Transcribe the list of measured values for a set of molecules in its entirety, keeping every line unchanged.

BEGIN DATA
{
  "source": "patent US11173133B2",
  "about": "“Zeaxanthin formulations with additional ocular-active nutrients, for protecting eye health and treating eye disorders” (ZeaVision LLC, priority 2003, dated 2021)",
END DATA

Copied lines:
{
  "source": "patent US11173133B2",
  "about": "“Zeaxanthin formulations with additional ocular-active nutrients, for protecting eye health and treating eye disorders” (ZeaVision LLC, priority 2003, dated 2021)",